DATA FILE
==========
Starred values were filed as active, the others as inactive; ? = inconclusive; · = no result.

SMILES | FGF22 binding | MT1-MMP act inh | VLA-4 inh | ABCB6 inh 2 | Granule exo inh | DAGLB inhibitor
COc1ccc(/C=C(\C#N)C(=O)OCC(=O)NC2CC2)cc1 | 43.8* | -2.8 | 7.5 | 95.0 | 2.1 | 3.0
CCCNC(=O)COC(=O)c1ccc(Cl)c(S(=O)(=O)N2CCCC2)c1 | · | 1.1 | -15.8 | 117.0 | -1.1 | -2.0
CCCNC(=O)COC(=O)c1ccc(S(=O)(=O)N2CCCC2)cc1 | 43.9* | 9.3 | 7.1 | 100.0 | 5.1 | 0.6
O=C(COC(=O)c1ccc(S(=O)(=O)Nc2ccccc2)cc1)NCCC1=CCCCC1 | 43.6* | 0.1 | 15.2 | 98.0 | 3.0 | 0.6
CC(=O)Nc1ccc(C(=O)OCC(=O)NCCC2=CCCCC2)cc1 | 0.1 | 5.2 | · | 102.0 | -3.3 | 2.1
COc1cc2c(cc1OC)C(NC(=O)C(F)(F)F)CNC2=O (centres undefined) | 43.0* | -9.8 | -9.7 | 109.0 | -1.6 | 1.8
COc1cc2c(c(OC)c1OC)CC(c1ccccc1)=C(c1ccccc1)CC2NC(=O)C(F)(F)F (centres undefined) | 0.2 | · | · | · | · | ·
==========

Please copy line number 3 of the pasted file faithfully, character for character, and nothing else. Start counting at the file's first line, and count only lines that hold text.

COc1ccc(/C=C(\C#N)C(=O)OCC(=O)NC2CC2)cc1 | 43.8* | -2.8 | 7.5 | 95.0 | 2.1 | 3.0